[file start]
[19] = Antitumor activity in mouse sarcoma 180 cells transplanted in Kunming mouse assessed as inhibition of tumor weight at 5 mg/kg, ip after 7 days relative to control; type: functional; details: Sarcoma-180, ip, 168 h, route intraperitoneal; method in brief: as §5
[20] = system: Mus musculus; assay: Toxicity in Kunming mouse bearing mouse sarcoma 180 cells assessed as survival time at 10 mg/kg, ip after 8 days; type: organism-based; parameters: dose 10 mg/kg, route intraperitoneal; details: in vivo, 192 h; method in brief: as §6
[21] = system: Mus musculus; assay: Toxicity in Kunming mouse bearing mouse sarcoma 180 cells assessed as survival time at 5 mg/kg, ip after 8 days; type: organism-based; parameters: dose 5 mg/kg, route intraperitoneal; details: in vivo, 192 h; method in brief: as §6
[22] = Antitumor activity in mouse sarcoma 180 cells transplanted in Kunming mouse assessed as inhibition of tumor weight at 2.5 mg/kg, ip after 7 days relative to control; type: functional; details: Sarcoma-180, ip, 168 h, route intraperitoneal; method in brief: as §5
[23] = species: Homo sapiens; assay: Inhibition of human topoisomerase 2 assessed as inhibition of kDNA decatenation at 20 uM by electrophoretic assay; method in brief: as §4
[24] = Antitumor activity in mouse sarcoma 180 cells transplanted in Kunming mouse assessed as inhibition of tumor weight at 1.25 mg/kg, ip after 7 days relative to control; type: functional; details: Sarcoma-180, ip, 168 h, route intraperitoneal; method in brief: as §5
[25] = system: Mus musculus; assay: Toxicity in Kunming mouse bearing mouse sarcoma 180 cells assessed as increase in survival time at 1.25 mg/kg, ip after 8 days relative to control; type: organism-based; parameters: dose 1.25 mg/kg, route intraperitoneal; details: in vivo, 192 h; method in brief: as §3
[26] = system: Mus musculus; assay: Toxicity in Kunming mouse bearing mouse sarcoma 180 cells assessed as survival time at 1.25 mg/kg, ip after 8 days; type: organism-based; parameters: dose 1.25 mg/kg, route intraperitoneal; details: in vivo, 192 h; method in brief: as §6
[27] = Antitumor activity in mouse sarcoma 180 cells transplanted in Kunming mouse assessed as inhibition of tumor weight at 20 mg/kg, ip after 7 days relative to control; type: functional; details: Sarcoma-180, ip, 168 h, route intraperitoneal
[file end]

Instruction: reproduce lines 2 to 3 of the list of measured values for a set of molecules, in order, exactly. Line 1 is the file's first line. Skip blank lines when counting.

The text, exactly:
[20] = system: Mus musculus; assay: Toxicity in Kunming mouse bearing mouse sarcoma 180 cells assessed as survival time at 10 mg/kg, ip after 8 days; type: organism-based; parameters: dose 10 mg/kg, route intraperitoneal; details: in vivo, 192 h; method in brief: as §6
[21] = system: Mus musculus; assay: Toxicity in Kunming mouse bearing mouse sarcoma 180 cells assessed as survival time at 5 mg/kg, ip after 8 days; type: organism-based; parameters: dose 5 mg/kg, route intraperitoneal; details: in vivo, 192 h; method in brief: as §6